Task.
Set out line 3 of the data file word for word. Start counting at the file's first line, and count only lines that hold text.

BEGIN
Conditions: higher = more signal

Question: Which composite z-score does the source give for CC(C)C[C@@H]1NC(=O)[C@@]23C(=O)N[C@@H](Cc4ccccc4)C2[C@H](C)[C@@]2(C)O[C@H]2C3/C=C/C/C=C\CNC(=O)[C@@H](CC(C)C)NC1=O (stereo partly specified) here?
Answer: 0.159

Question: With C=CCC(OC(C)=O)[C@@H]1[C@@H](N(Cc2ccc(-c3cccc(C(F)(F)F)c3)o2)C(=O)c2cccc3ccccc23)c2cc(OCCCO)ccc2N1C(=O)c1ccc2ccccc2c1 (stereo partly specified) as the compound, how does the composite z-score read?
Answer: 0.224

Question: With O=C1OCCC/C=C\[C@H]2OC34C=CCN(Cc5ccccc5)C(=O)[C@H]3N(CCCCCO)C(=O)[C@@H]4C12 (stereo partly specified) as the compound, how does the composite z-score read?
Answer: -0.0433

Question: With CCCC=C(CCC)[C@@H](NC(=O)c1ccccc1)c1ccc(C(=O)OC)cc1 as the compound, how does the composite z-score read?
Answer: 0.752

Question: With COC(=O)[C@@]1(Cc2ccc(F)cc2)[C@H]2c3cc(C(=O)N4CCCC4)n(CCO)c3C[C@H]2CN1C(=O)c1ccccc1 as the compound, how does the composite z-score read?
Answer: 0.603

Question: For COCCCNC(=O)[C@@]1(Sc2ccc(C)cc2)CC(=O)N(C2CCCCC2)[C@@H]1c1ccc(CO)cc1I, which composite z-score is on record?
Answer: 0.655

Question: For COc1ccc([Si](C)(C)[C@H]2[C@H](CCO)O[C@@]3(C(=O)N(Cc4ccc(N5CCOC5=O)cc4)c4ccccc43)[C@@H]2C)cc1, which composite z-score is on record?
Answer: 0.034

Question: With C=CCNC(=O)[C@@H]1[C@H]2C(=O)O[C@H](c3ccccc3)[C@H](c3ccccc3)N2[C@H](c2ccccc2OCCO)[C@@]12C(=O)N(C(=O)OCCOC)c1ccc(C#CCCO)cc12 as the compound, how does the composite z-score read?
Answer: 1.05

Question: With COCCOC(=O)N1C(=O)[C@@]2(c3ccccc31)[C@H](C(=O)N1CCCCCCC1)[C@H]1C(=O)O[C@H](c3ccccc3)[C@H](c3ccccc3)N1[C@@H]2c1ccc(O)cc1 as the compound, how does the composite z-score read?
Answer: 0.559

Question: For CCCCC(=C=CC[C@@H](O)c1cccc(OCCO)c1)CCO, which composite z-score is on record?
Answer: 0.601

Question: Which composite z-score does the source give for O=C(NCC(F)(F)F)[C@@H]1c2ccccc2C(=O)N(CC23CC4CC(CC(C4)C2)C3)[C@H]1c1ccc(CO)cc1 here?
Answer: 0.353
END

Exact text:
Answer: 0.159